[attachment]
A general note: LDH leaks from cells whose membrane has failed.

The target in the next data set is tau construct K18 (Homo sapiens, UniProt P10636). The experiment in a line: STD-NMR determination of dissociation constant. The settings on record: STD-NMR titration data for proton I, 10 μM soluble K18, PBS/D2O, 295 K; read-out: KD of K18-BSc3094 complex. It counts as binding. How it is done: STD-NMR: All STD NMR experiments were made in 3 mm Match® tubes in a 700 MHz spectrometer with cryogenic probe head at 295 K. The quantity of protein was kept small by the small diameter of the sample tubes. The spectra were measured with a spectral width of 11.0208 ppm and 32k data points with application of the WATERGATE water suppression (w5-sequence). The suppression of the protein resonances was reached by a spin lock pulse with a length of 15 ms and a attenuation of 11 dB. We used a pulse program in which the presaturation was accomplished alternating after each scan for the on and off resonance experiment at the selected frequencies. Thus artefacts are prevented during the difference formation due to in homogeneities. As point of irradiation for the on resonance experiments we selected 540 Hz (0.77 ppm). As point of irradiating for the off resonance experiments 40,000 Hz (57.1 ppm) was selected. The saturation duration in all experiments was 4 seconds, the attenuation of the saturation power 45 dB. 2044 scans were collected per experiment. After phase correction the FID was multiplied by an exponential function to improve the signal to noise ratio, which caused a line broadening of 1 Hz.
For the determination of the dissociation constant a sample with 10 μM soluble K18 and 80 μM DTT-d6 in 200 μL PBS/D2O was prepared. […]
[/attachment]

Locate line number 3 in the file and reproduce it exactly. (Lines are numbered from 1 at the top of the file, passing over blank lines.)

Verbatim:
For the determination of the dissociation constant a sample with 10 μM soluble K18 and 80 μM DTT-d6 in 200 μL PBS/D2O was prepared. […]